The Self-Isolation Chronicles: Castleford Tigers

1. Jesse Sene-Lefao and Juniors Moors went to the same church.

When Jesse Sene-Lefao joined Castleford Tigers in 2017, there was a familiar face (and voice) in the ranks, that of Justin Moors. The two New Zealand-born forwards used to attend the same church in the Penrith area, where they had played their junior rugby. The two had played against each other numerous times during their younger years, going on to represent Samoa during separate occasions and have featured for the Tigers together in the past three seasons. Further links to Sene-Lefao in the Tigers camp, up until 2019, could be extended to former fullback Ben Roberts. Sene Lefao’s wife is Roberts’ cousin. Small world, right?

2. Ryan McGoldrick was dropped because of pole dancing and listed himself on eBay.

Where do we start? Former Castleford Tigers stalwart Ryan McGoldrick was dropped by the club in April 2011 for building a pole dancing facility for his teammates in his garden. The club had banned players from drinking in the town and the former Cronulla Sharks man decided to install a pole for dancers in his garden and invite members of the squad to drink in his garden instead. Add that to the fact he decided to go public about it in an interview with a newspaper and you have a recipe for a public apology. McGoldrick was certainly a maverick during his time at the club, known for driving through the town on his Harley-Davidson and for his heavily-tattooed body, the stories continued after retirement with Oxford in 2014. Two years after that, he posted a listing on eBay for his services in Rugby League, describing himself as a “1981 antique rugby league player.” eBay soon kicked the listing into touch, with the bidding as high as £215, as it “went against their policy of selling body parts.” It would seem that body parts got him dropped by Castleford and eBay… we went there.

3. The club stole one of their most famous slogans from British Gas.

It’s a good job this wasn’t Hugo Boss and 2020, because in the late 1960s they shamelessly stole a slogan from British Gas. The ‘High Speed Gas’ slogan was a great success for the business with a popular advert saying: “Come along to High Speed Gas, why not?” Blimey, looking back, there were real marketing linguists in the country back then. Nothing like giving your clientele a choice. Castleford were, like the new gas cookers, cooking up something special under then coach George Clinton, prompting fans to rather inventively continue the genius by swapping the ‘G’ for a ‘C’ to make ‘High Speed Cas.’ We’re all fortunate because, at the same time, the “Classy Cas” nickname was also beginning to emerge. One stuck. And Cas fans, boy did you get it right.

4. Brian Lockwood used to teach an Australia legend as a child.

In an interview for Rugby League magazine in 2017, a segment that was not used was a remarkable story from Castleford legend Brian Lockwood. The 1972 World Cup winner told of how, when he left the club briefly for Canterbury in the 1974 off-season, he taught a young boy how to play Rugby League. The young Canterbury local and fanatic supporter was, by Lockwood’s reckoning, one of the most talented young players to have picked up a ball. He regularly used to pester players to have a run-around and possessed an eager spirit. Lockwood and his teammates often obliged and found the participation fascinating for them, observing young genius at work. That was because it was a 13-year-old Brett Kenny. Lockwood explained how he wanted to learn everything. That, ladies and gentlemen, is how you become a Dally M player of the year, a Clive Churchill medallist (twice), Lance Todd Trophy winner and the recipient of the Golden Boot – not to mention a bona fide Rugby League legend on both Hemispheres. Be coached by Brian Lockwood.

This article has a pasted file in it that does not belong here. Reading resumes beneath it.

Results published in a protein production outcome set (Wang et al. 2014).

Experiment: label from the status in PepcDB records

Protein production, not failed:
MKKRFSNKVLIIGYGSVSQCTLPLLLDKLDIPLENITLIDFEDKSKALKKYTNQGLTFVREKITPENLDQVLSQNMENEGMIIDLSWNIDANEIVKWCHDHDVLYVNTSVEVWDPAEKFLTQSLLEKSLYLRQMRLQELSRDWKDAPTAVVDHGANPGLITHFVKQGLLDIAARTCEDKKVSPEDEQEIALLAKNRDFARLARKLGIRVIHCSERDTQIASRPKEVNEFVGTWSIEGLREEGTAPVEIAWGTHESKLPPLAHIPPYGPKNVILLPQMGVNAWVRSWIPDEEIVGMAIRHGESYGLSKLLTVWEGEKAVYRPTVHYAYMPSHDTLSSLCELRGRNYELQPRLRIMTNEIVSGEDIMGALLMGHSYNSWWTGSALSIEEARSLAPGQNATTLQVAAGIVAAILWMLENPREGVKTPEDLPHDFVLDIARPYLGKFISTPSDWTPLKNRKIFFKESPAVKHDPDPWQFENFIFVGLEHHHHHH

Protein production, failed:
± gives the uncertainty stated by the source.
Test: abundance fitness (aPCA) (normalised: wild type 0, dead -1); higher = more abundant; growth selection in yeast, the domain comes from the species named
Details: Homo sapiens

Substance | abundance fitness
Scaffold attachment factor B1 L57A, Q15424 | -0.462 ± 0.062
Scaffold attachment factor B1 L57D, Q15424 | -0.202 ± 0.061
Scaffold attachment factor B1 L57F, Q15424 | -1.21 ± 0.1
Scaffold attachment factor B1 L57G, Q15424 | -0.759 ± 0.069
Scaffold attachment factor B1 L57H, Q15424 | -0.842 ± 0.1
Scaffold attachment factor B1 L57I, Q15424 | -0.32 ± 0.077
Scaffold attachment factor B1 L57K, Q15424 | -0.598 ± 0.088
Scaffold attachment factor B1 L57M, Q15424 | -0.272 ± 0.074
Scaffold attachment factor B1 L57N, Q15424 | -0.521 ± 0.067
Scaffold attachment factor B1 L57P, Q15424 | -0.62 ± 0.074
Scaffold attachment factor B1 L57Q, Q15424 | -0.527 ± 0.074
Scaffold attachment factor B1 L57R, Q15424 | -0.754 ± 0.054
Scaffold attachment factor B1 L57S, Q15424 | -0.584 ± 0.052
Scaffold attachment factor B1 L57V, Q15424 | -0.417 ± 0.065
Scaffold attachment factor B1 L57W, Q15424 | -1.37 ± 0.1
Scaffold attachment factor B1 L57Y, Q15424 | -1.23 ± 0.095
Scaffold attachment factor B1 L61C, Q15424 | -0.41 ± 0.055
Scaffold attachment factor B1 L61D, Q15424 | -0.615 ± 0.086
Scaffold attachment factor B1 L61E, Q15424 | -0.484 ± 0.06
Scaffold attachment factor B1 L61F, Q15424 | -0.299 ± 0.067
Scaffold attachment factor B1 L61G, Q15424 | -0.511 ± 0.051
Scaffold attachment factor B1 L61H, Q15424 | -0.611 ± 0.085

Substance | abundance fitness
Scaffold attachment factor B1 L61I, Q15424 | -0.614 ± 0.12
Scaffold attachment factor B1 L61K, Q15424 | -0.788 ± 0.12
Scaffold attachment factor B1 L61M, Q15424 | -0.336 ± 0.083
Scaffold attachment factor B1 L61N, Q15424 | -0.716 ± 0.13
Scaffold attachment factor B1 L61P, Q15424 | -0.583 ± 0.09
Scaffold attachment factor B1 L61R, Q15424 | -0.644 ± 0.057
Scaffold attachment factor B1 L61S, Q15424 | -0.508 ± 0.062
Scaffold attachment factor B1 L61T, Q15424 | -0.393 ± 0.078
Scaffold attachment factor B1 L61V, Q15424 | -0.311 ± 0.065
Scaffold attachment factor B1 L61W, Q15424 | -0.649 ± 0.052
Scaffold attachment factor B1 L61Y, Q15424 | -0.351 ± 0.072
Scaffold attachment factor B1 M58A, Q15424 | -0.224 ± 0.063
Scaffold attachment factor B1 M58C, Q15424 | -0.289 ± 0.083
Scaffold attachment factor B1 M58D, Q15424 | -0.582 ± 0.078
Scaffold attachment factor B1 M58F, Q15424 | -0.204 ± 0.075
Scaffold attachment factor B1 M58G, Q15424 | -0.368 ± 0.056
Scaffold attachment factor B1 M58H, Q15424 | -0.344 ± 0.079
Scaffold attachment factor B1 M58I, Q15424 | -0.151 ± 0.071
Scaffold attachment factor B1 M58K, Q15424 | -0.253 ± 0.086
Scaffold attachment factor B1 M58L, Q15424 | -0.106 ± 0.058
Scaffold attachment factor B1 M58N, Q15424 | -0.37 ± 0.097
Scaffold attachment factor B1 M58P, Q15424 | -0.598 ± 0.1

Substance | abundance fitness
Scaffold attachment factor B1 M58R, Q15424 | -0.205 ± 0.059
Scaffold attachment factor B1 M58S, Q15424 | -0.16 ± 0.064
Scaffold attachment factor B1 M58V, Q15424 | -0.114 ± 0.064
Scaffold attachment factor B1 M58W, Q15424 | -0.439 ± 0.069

5. Vowles and Chase really did stand out as Men of Steel.

It’s very easy to judge individual players’ abilities on the success of their team and the awarding of the Man of Steel award, in Super League, has certainly that supported that thesis. Of the 24 Men of Steel since 1996, 22 were presented the accolade the same year their side reached a major final or won the League Leaders’ Shield. The two that didn’t, as you can probably work out by now, were Castleford Tigers duo Adrian Vowles and Rangi Chase, in 1999 and 2011 respectively. In 1999, Castleford were eliminated in the Challenge Cup semi-finals to London Broncos, while their Grand Final hopes were dashed by St Helens at the same stage, after a fifth-place finish in the league. Similarly in 2011, the Tigers were pipped by Leeds Rhinos for a cup final berth, while they failed to even reach the play-offs with a ninth-place finish. The lowest league finish for any Super League Man of Steel. Chase’s enigmatic style was enough to see him win the award, paving the way for fellow Tigers Daryl Clark (2014) and Luke Gale (2017) to follow suit, as the club have had the most Men of Steel in the 2010s, with only Wigan boasting more than one.